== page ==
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Re: How profitable is spriting currently?

Postby leileilol » Thu May 17, 2018 7:40 pm

PlayerUnknown's Battlegrounds is the most successful asset flip of all time. Not much imagination required for grassy field hide and seek with guns. Sets a bad precedent for creative artists unfortunately...

insightguy wrote:More "zeitgeist retro" than "retro retro". I don't mind either, but you do seem to have some ire against "zeitgeist retro" which I can't fully understand. Please explain?

When you're a 30something and/or older and had gamed in the 80s-90s, you can smell the pretension from a mile away and that's a big potential alienator. Why do you think Ion Maiden has so much wide praise? They totally didn't bank out on just having an old style while they have genuine design talent backing it up. They don't have to constantly market themselves as "we're a 1996 game yes we're 1996 we're so 1996 kids this is what we did in 1996 we had the quake on the floppy's". A similar good example is Shovel Knight. There's a decent game in there and it doesn't have to go all "we're a lost NES game!!!" to make it big for the attention. The eregious "lost nes game!!! by jimmie fallen" Dark Void Zero on the other hand was........eughghg. there's your dusk/strafe parallel

What you call "Zeitgeist retro" I call "retrodorxplotation"
Last edited by leileilol on Thu May 17, 2018 8:30 pm, edited 9 times in total.
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Re: How profitable is spriting currently?

Postby Rachael » Thu May 17, 2018 7:41 pm

leileilol wrote:PlayerUnknown's Battlegrounds is the most successful asset flip of all time. Not much imagination required for grassy field hide and seek with guns.

Exactly.
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Re: How profitable is spriting currently?

Postby Chris » Thu May 17, 2018 8:46 pm

insightguy wrote:More "zeitgeist retro" than "retro retro". I don't mind either, but you do seem to have some ire against "zeitgeist retro" which I can't fully understand. Please explain?

I can't speak for leileilol, but I get annoyed at many "retro indie" titles since it's often an excuse for low-quality low-effort products. When I think of a retro game, I don't think "poor quality by today's standards", I think "impressive work for what they had at the time". Games that pushed hardware or gameplay beyond what people expected. The original Star Fox, Donkey Kong Country, Perfect Dark... all retro by any standard, but the amount of effort put into them to work as they did shows through in the end product. There's a reason people keep wanting another Star Fox game despite the recent games being poorly received, or why DKC's soundtrack is some of the best work in the industry (with some impressive visuals to boot) despite the SNES's limited hardware.

And it's not as if it's only because of them being established studios. Indies can do it, as evidenced by Shovel Knight, Owl Boy, Dust: An Elysian Tale, Slain, the recent Wonder Boy remake, etc. Being retro does not preclude putting effort into the game, but often it's just people grabbing Unity, making/finding the smallest pixel sprites (or lowest poly models) possible, and slapping together platformer or shooter mechanics without knowing anything about what makes the genre fun to play, and then just calling it "retro" as if it makes up for its shortcomings.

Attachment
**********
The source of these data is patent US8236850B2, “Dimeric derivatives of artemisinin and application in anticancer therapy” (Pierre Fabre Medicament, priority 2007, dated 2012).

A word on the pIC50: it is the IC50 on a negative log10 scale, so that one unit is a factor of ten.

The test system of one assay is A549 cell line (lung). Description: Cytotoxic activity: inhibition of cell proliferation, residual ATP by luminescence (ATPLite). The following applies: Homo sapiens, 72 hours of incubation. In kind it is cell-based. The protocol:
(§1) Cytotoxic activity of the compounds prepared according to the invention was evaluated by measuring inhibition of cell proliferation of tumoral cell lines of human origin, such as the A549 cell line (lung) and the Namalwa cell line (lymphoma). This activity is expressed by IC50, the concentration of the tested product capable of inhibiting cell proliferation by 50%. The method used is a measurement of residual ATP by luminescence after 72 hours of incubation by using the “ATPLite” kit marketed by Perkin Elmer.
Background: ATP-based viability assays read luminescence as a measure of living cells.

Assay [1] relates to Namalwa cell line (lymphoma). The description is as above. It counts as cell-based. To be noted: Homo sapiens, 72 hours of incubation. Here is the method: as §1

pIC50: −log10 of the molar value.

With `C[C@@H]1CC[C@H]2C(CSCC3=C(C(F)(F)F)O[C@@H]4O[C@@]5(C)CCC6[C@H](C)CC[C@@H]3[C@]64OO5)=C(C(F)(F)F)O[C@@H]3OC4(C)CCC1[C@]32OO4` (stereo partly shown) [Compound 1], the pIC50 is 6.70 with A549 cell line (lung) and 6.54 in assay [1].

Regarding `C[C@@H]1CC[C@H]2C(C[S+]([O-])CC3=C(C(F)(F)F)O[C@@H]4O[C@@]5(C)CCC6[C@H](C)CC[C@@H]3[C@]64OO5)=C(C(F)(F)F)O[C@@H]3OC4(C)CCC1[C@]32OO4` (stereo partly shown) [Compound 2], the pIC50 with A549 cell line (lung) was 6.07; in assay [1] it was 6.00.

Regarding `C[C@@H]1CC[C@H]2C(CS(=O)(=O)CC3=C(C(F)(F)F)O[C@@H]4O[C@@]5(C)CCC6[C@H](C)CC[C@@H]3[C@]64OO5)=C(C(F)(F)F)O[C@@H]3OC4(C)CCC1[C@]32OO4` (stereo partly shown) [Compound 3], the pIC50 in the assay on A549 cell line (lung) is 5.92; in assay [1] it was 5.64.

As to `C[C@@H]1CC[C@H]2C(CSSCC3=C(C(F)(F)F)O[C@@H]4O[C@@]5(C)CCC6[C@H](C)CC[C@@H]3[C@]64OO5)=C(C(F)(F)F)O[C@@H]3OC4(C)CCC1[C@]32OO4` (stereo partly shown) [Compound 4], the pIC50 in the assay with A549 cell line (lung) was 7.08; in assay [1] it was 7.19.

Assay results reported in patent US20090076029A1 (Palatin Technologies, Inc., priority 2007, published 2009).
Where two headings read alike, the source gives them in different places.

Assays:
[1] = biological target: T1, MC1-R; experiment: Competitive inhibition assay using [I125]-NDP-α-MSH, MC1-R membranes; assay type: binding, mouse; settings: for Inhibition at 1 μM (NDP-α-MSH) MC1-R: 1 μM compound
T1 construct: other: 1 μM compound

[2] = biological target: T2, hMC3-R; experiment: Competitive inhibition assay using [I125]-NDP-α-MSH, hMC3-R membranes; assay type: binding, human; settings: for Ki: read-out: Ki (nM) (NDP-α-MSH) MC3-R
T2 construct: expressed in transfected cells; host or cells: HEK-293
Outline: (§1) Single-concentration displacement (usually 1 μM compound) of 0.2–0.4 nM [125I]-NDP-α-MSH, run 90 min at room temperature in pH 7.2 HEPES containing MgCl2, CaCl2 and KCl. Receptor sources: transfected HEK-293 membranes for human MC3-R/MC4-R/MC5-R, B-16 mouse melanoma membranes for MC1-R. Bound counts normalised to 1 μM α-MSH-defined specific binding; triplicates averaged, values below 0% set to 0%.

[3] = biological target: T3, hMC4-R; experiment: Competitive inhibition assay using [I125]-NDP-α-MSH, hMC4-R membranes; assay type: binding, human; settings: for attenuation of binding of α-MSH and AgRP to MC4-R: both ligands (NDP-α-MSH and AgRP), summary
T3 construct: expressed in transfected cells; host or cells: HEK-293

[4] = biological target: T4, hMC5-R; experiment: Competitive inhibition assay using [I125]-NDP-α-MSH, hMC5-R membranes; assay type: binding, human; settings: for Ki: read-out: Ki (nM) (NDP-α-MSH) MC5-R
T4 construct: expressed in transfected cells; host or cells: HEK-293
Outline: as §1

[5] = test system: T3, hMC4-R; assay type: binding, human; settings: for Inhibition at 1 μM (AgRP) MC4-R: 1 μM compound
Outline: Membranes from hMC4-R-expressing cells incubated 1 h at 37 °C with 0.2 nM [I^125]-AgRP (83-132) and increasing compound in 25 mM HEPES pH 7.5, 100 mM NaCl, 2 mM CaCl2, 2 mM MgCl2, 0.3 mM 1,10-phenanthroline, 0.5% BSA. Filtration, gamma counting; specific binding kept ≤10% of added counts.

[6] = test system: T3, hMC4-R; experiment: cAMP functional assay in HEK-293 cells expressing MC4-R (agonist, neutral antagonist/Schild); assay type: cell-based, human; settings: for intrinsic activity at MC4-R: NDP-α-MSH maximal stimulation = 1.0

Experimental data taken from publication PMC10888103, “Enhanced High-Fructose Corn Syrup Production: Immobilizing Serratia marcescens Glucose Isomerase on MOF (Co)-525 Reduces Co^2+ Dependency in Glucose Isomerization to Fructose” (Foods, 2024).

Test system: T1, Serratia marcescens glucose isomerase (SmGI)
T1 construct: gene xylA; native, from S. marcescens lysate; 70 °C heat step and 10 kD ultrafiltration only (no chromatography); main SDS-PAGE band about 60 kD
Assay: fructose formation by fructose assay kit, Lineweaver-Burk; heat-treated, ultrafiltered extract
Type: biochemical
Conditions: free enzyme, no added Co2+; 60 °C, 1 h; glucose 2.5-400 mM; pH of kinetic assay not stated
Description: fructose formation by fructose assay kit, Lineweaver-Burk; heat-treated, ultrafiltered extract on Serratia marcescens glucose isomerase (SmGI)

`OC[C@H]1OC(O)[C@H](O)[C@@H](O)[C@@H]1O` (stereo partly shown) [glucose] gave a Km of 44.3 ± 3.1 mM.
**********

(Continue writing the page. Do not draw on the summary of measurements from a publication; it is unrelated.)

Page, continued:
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Re: How profitable is spriting currently?

Postby insightguy » Thu May 17, 2018 9:05 pm

leileilol wrote:What you call "Zeitgeist retro" I call "retrodorxplotation"

Oh OK, for a second I thought you did not any game that attempted to do retro, not market them selves at on the surface level. My mistake

honestly DUSK and STRAFE are not bad games IMHO, but you have a point about how they are not 100% retro in any way, Zeitgeist retro maybe but not "retro-retro"

Just to clear things up:
  • Zeitgeist retro: a modern game with style, setting, graphics, and some gameplay taken from retro games Ex: DUSK, Amid Evil
  • Retro Inspired (A.K.A. Retro-Retro): A take on retro concepts that work and place with modern day "sensibilities" (an attempt to take out bad things from the original) Ex.Shovel knight, ion maden
  • Retrosploitation: any of the above done poorly and without care, all surface level to cover for a bad game. Ex. too numerous to list

How off am I?

EDIT: Mixed some words up so I fixed them and added more for clarification
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Re: How profitable is spriting currently?

Postby Kinsie » Fri May 18, 2018 2:24 am

To ACTUALLY answer Amuscaria's questions:

1.) Pixel art patreons can do pretty well.
2.) Patreons let you charge either per-month or per-"release", so you can find a schedule that fits you and doesn't drive off potential money-throwers.
3.) There's a huge demand for well-done pixel art in indie games, so if you can get together some kickass original work you probably won't have much in the way of trouble finding freelance gigs. Of course, you'll need to network a bit, and that's where Twitter and various indie dev-related hashtags on it, local indie dev meets, game jam events etc... can really come in handy.
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Re: How profitable is spriting currently?

Postby Amuscaria » Fri May 18, 2018 3:08 am

Kinsie wrote:To ACTUALLY answer Amuscaria's questions:

1.) Pixel art patreons can do pretty well.
2.) Patreons let you charge either per-month or per-"release", so you can find a schedule that fits you and doesn't drive off potential money-throwers.
3.) There's a huge demand for well-done pixel art in indie games, so if you can get together some kickass original work you probably won't have much in the way of trouble finding freelance gigs. Of course, you'll need to network a bit, and that's where Twitter and various indie dev-related hashtags on it, local indie dev meets, game jam events etc... can really come in handy.


Neat! Thanks!